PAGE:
Fracking industry contributions to congressional campaigns spiked 231 percent between 2004 and 2012 in districts and states with fracking activity, according to a report released Wednesday.
Compiled by Citizens for Responsibility and Ethics in Washington and based on MapLight's collection of federal campaign contribution data, the report showed a smaller, 131-percent uptick in fracking industry contributions to candidates outside of fracking areas. The fracking industry's level of contributions increased steadily from $4.3 million to just under $12 million between 2004 and 2012, according to the report, just as fracking's importance to the U.S. energy industry grew.
“Like many industries under increasing scrutiny, the fracking industry has responded by ratcheting up campaign donations to help make new friends in Congress,” CREW Executive Director Melanie Sloan said in a statement.
Fracking, or hydraulic fracturing, is the controversial process of injecting water, sand and chemicals into oil and gas wells to unlock fossil fuels trapped in layers of rock. The process has revolutionized oil and gas production in the U.S., but faces strong criticism from environmentalists, who worry the chemicals used in fracking could harm the environment.
Rep. Joe Barton (R-Texas) received the most in contributions, the report found, raking in $509,447 between the 2004 and 2012 elections. Barton is a former chairman of the House Energy and Commerce Committee.
During his tenure as chairman of the committee, Barton was a sponsor of the Energy Policy Act of 2005, according to the CREW report. The act exempted fracking from federal oversight under the 1974 Safe Drinking Water Act.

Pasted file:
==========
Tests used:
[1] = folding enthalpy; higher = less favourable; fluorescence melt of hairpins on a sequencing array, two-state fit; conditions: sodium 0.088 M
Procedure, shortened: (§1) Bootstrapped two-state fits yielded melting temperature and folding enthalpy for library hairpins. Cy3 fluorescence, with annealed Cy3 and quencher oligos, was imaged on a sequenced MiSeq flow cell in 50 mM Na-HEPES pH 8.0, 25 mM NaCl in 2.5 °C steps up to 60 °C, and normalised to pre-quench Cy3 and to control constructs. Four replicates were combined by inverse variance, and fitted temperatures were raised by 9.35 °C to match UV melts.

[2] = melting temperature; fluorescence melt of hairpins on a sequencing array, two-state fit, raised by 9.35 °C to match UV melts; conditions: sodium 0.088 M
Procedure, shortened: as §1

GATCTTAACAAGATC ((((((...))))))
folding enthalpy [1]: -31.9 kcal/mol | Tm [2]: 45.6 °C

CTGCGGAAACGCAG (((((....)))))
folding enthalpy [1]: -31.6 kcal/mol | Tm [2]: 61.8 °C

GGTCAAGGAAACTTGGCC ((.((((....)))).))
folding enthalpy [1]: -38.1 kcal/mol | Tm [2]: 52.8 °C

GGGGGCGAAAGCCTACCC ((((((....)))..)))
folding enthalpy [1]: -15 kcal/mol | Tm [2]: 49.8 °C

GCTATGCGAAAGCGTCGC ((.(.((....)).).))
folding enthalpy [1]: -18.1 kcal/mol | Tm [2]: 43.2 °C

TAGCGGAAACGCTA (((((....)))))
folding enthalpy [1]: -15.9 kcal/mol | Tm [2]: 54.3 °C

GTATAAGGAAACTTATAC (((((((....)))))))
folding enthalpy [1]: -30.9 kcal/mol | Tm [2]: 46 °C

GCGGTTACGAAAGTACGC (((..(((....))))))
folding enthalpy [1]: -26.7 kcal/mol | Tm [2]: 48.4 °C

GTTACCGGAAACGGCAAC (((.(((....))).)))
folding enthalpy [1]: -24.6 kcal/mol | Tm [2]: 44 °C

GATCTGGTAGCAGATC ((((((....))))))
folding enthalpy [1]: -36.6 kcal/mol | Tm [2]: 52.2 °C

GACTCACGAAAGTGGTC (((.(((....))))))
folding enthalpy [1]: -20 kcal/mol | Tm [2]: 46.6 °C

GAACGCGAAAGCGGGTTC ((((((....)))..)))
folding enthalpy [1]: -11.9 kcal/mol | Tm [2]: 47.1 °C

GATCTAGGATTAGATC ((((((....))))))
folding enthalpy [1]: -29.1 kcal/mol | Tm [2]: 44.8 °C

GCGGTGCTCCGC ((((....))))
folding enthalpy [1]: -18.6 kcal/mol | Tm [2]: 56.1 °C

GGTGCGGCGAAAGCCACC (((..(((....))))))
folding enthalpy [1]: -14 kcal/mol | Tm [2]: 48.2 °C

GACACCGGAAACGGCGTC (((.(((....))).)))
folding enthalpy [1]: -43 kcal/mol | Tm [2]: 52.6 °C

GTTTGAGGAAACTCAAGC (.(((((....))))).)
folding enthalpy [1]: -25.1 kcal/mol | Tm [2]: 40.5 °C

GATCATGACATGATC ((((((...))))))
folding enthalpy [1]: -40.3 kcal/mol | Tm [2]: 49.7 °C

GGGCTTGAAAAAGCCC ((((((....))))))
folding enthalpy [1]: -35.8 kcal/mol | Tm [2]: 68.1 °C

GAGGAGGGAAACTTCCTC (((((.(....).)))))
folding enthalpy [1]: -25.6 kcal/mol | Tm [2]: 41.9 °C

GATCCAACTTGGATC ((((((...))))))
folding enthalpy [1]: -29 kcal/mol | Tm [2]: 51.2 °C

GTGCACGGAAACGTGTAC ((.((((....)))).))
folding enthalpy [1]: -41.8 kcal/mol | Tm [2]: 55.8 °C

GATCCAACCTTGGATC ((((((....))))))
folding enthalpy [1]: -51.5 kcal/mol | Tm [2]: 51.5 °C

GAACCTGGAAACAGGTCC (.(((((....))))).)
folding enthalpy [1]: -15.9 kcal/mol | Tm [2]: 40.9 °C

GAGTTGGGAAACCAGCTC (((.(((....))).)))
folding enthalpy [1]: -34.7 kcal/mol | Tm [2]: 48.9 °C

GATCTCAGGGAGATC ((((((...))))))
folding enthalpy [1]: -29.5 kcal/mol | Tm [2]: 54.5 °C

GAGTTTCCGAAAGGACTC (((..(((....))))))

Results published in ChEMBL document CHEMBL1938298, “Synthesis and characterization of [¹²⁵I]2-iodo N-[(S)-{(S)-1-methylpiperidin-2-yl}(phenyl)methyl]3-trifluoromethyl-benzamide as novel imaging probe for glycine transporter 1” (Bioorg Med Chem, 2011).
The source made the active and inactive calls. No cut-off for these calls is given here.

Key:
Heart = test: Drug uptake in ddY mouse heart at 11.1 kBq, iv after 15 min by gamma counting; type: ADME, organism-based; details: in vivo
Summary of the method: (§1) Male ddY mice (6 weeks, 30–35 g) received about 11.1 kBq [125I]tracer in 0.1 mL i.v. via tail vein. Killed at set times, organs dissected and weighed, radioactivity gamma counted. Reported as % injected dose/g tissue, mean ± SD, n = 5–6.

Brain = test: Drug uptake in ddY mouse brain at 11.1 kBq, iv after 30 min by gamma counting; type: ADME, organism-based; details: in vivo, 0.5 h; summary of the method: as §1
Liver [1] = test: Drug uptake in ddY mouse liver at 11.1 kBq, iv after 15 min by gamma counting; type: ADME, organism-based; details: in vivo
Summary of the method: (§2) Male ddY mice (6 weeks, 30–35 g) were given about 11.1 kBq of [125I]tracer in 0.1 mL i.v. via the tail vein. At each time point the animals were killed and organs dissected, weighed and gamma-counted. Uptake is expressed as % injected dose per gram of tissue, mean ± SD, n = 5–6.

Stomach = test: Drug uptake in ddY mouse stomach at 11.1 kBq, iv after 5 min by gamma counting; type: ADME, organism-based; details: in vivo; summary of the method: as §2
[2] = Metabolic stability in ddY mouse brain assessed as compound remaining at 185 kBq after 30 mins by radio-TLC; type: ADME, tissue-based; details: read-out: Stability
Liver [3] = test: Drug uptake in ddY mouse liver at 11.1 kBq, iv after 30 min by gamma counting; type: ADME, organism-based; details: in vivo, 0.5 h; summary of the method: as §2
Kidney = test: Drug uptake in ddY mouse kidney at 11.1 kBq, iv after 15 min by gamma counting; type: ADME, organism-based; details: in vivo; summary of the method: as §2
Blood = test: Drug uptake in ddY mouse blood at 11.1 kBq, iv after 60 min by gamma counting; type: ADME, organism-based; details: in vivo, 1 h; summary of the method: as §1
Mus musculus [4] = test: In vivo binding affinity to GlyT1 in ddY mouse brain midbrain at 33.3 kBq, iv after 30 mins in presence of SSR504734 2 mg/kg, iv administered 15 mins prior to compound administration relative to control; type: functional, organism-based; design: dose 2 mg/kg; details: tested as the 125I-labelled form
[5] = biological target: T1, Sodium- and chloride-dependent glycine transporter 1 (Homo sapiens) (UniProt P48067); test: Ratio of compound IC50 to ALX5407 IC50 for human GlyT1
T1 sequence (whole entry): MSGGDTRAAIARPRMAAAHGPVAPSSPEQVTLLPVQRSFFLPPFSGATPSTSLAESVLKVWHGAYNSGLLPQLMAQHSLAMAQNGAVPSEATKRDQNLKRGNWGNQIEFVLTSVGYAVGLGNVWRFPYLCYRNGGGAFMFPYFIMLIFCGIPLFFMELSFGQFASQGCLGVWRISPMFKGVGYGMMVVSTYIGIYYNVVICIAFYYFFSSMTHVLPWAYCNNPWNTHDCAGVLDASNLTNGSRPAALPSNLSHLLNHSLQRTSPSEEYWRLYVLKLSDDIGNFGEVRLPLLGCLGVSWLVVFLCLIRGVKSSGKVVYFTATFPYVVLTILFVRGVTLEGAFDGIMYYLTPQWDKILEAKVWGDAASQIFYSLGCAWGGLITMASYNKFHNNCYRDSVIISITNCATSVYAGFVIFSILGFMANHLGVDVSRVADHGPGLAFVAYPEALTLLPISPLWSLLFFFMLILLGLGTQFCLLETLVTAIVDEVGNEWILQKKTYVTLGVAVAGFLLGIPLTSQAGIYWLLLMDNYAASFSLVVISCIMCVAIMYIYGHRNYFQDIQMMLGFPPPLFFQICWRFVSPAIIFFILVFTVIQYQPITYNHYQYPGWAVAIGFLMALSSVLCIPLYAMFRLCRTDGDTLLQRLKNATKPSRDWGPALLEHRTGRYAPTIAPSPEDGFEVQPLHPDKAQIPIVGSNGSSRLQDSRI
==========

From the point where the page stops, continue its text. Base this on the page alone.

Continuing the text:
Minority Leader Mitch McConnell (R-Ky.) was another major recipient of fracking money, with $384,700 in contributions in the 2004-2012 period.
Republican congressional candidates benefited most from the fracking industry's largesse, the CREW report showed, garnering almost 80 percent of total contributions.
BEFORE YOU GO
How to vote
Vote-by-mail ballot request deadline: Varies by state
For the Nov 3 election: States are making it easier for citizens to vote absentee by mail this year due to the coronavirus. Each state has its own rules for mail-in absentee voting. Visit your state election office website to find out if you can vote by mail.Get more information
In-person early voting dates: Varies by state
Sometimes circumstances make it hard or impossible for you to vote on Election Day. But your state may let you vote during a designated early voting period. You don't need an excuse to vote early. Visit your state election office website to find out whether they offer early voting.My Election Office
General Election: Nov 3, 2020
Polling hours on Election Day: Varies by state/localityMy Polling Place